Enterprise Portfolio Management (EPM) is the discipline that supports this allocation of investments to various asset categories of the organization, such as capabilities, applications, or infrastructure. EPM helps to create a healthy set of projects and programs that realize strategic goals.
The enterprise portfolio management process consists of two main phases. First, there is a design phase in which the process is tuned to the specific requirements of the organization. The organization’s goals and stakeholders are investigated, suitable portfolios are defined and valuation criteria are chosen. This phase is repeated regularly so that the EPM process is up to date with the business strategy, addresses actual concerns of the stakeholders and reflects lessons learned.
The execution phase is a continuous process in which first the assets or change initiatives are inventoried, then the portfolios are analyzed, decisions are based on this analysis, and these are input to the realization. This is repeated regularly, with a rhythm that depends on the portfolios’ characteristics.
These two phases are aligned with the Portfolio Definition and Portfolio Delivery cycles of the Management of Portfolios (MoP®) standard, making it easy to use our approach in an MoP context.
An organization needs a pragmatic way to get started with EPM, i.e., a crawl, walk, run approach. This should gradually extend the portfolio management process to the maturity level that is suitable for your organization.
In the first step of the design phase, you need to agree on the scope of the approach. For example, it is important to decide which part of the enterprise, application landscape or project portfolio is considered first and what the focus of the analysis will be. This discussion on scope needs to be conducted with all disciplines involved, like enterprise architects and project portfolio managers.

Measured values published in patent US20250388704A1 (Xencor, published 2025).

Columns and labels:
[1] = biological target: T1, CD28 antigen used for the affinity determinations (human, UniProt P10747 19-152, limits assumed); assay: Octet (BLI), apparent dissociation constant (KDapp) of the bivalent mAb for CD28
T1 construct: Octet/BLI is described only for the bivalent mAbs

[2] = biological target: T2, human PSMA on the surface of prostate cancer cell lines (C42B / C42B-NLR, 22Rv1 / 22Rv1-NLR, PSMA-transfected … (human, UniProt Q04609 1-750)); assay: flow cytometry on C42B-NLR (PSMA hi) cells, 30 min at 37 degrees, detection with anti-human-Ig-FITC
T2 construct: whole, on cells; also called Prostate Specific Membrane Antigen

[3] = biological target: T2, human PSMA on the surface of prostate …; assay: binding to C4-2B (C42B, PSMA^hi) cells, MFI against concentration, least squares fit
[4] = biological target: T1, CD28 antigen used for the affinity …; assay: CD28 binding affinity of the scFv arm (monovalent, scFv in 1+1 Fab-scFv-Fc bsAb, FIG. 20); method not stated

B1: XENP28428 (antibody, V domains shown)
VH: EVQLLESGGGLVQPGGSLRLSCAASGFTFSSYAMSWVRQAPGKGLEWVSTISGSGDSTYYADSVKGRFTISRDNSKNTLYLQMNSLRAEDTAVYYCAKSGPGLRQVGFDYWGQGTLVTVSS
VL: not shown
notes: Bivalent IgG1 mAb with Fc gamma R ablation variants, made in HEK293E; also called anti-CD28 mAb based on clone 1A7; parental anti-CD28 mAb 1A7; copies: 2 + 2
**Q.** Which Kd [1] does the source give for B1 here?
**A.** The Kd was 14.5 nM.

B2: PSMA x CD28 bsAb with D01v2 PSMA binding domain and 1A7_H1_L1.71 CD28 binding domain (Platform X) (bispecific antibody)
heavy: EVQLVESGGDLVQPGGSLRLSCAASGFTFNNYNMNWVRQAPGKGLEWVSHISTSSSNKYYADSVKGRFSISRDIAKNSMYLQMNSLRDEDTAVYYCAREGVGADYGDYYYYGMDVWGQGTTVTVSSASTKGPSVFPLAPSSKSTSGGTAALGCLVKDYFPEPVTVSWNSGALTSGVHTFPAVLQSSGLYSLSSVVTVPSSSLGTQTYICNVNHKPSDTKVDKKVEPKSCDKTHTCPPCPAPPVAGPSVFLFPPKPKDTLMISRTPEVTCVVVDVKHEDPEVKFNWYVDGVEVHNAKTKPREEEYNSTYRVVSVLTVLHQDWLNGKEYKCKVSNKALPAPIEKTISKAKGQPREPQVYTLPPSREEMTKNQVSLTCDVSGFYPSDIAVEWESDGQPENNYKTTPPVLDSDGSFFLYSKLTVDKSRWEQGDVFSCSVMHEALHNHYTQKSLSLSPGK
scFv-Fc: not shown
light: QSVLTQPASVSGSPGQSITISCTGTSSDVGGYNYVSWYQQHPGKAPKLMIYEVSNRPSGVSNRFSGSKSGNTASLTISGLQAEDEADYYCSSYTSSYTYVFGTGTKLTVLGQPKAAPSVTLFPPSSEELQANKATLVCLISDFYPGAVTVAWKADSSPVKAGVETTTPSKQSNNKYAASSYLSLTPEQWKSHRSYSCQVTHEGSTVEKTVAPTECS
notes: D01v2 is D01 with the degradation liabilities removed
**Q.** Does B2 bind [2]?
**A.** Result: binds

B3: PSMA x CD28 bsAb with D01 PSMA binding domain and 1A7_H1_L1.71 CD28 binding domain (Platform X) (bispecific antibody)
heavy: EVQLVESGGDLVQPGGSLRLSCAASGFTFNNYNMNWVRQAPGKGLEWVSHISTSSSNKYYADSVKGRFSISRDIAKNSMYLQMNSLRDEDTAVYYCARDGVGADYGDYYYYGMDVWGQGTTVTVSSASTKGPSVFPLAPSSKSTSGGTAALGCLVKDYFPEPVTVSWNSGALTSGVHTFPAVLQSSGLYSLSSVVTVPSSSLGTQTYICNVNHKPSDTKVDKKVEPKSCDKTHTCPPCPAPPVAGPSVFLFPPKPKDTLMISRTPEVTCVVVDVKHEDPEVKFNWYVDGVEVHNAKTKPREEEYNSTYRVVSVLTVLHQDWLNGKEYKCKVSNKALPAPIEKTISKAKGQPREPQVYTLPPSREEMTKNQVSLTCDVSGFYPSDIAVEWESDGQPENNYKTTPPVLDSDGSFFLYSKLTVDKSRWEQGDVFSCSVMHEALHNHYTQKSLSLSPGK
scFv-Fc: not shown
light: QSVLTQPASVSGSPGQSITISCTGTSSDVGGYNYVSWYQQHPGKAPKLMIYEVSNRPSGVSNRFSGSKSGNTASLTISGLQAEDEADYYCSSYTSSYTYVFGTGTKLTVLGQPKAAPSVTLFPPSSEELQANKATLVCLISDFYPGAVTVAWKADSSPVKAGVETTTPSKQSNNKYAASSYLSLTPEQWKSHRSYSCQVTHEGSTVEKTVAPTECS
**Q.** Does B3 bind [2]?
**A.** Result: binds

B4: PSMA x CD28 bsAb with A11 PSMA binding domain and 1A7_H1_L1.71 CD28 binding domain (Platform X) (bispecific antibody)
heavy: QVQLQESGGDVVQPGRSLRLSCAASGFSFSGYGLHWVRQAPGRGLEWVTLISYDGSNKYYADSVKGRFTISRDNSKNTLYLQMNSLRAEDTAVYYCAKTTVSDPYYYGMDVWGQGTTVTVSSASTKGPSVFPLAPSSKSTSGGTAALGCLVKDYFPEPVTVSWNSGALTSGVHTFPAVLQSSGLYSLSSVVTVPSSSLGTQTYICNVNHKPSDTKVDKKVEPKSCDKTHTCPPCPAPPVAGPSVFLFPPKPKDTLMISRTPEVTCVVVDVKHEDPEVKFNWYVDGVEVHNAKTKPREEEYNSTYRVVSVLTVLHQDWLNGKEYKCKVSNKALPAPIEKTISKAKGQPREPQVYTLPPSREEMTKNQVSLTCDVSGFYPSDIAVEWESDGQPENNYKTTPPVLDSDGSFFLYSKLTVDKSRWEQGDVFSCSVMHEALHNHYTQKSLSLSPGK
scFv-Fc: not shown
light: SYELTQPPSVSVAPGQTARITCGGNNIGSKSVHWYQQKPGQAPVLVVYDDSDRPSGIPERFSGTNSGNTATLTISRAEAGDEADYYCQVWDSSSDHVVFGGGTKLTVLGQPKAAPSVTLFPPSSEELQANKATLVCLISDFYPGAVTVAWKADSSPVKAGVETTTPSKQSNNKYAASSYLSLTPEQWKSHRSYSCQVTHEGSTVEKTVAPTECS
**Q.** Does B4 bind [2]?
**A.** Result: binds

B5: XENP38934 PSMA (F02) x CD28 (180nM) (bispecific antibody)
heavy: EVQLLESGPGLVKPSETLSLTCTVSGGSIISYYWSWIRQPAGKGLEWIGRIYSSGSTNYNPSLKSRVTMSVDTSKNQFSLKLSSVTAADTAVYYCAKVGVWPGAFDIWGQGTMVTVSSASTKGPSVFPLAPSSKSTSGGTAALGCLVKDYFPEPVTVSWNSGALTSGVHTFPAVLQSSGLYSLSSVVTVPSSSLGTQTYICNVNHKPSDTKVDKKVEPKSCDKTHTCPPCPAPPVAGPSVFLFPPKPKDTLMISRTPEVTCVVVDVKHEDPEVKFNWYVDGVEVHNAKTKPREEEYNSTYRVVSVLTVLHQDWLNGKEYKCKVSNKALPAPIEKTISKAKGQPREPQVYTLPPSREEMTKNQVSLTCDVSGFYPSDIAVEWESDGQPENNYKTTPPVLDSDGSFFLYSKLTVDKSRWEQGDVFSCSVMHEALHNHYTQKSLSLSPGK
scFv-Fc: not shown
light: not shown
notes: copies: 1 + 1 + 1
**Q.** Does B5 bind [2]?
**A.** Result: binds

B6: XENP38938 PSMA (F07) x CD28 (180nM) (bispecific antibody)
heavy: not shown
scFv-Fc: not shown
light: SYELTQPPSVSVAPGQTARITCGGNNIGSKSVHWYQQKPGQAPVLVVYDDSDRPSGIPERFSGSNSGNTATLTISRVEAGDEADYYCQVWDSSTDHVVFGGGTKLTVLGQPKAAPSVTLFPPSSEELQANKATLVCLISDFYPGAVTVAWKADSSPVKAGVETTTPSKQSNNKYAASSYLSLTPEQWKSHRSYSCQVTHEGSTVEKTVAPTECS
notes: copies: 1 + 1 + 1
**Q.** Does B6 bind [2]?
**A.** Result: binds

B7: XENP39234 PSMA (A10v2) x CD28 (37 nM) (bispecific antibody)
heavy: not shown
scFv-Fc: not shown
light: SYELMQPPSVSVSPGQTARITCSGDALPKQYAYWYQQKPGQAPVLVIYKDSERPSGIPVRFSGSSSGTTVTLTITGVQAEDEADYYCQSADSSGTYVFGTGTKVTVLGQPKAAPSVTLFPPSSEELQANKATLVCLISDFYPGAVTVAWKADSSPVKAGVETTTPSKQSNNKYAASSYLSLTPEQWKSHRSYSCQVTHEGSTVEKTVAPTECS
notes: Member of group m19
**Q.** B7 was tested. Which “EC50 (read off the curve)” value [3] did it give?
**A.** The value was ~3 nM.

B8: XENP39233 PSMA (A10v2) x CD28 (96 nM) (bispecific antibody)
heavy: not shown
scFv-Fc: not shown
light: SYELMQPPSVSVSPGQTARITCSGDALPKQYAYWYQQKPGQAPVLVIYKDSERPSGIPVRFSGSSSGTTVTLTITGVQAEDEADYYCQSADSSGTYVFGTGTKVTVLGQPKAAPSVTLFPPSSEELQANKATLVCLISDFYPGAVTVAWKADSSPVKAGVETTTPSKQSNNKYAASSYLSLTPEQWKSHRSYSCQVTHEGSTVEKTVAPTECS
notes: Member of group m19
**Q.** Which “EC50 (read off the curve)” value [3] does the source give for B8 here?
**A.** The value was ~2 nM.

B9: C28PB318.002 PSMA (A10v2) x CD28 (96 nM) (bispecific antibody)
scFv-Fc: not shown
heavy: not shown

An easy start means that the metrics used to analyze the portfolios should be generic and easy to agree on by the stakeholders involved. It also means that the data should be readily available in the organization. It is important to be realistic on what can be accomplished in the first months. This depends on the state of the architecture on which the portfolios are built, on the availability of data and the culture within an organization.
After a successful start, it is important structurally to embed the portfolio management processes in the organization. The small and simple valuation models used for the initial quick start can now be extended gradually.
After your first experiences with portfolio management, you can extend its scope and use it for more strategic purposes. For assets, you might continue by cleaning up the current landscape by rationalizing your asset portfolios within a manageable part of the enterprise, and gradually growing them from there. Gather data on the life cycle of these assets (such as applications), in relation to the business capabilities or initiatives they support, e.g. via business value / technical value analysis. Do a more detailed analysis of the 20% most important (e.g. critical, expensive, risky) assets, and a quick scan of the remaining 80%. Use this to decide on investment priorities for your asset categories.
For projects and other change initiatives, you could define some project portfolios that support this clean-up/life cycle management process. Start with simple, qualitative scoring criteria (cost, benefit, risk, strategic importance at a scale of high, medium, low). If available, use your enterprise architecture to help decide on the order of changes. Add some portfolios to support specific business themes, e.g. based on capabilities.
As your portfolios grow, their dependencies become more important. Link portfolios of projects and other change initiatives to the portfolios of assets to which they contribute, and eventually to the business capabilities and goals they support, using EA as a mediator/knowledge hub.
Hope you have found this blog useful, and stay tuned for more blogs on EPM!
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